Daisy mentions her “friend” who likes animals – she’s referring to her dad, who thanks to SHIELD’s TAHITI brainwashing, believes he’s a normal veterinarian (and not the supervillain Mr. Hyde).
Coulson (who seems a bit disheveled from stress) is hot on her trail, but interestingly, he refers to someone else as the director – but who? It’s possible (though seems doubtful) that Nick Fury has returned. In current comics, Maria Hill is director (though hints are, she’s going to be replaced soon). Daisy Johnson was actually director for a brief time, but that seems really unlikely, given her fugitive status. It could also be a new character based on an older character.
Radcliffe is, interestingly enough, not in jail, although he was involved in official hearings regarding his involvement in the Alpha Primitives problem. To make amends though, he has unearthed an old SHIELD program to create LMDs, including one for his female-oriented artificial intelligence, AIDA. In the alternate reality of the classic Squadron Supreme, AIDA was the Artificial Intelligence Data Analyzer, and friend to heroic supergenius Tom Thumb. Having developed an emotional attachment to her creator, AIDA helped another scientist (a talking gorilla on tank treads, because comics) create an android based on Tom after Tom succumbed to cancer.
And LMDs, of course, have been a tradition in SHIELD comics since the beginning. Life Model Decoys are primarily employed to serve as distractions to enemy agents, as they could pass for the real thing. Some have malfunctioned (or gone “crazy”) over the years, like Max Fury who pestered the Secret Avengers, some lived years believing they were human, like Dum Dum Dugan, and some have been programmed to be fully sapient, like Agent Cheesecake. It’s exciting to think LMDs will finally make it into the Marvel Cinematic Universe proper!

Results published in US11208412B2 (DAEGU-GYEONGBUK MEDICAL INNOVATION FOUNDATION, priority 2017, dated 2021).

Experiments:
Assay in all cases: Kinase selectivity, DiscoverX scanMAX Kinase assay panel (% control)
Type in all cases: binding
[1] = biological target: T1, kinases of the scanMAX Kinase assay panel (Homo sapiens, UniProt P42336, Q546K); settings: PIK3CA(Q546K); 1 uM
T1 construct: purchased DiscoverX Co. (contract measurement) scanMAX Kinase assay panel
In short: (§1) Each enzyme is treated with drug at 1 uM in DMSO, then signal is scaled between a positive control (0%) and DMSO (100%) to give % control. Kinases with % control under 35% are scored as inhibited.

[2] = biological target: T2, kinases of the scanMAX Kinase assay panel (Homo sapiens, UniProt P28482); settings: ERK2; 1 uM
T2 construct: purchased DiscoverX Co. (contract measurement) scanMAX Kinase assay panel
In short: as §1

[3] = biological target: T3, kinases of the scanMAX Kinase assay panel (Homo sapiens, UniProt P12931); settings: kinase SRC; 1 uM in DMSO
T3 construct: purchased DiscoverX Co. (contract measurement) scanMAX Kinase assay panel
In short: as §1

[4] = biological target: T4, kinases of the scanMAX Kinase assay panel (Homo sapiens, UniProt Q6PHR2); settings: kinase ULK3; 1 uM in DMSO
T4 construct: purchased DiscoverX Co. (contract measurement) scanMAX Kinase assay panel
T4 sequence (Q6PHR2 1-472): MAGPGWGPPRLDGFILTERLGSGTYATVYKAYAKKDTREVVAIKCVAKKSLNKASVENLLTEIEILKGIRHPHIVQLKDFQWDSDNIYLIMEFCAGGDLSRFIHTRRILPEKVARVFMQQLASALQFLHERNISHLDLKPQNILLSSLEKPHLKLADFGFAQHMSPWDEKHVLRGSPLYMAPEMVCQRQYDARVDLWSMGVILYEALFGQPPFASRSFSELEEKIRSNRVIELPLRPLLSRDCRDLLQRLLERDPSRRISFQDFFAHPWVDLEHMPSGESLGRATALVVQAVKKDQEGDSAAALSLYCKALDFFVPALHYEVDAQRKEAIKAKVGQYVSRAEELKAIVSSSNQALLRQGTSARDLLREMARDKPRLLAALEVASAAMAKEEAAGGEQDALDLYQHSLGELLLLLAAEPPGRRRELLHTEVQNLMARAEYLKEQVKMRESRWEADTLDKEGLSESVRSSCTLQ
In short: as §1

Of course, this isn’t the first time LMDs have been hinted at. Tony Stark infamously quipped about it in the first Avengers movie, and it was hinted that both Phil Coulson and the Agents Koenig could be LMDs (the latter hasn’t been disproven). And then there was that slipup that had the “LMD Division” shown in the episode “Hub.” A sign at SHIELD HQ appears twice on screen, once with LMDs mentioned, and another time with the mention removed (apparently in post-production).
Of course, the big question is: Is this the end of Grant Ward? He was the agent fans disliked, then the villain fans loved to hate. He’s been kicked out, humiliated, arrested, killed, left on another world, resurrected, rejuvenated, empowered, and now blown up. Radcliffe did say he didn’t think they should lose anymore agents, and he heard Ward was an agent before he became Hive… what if…?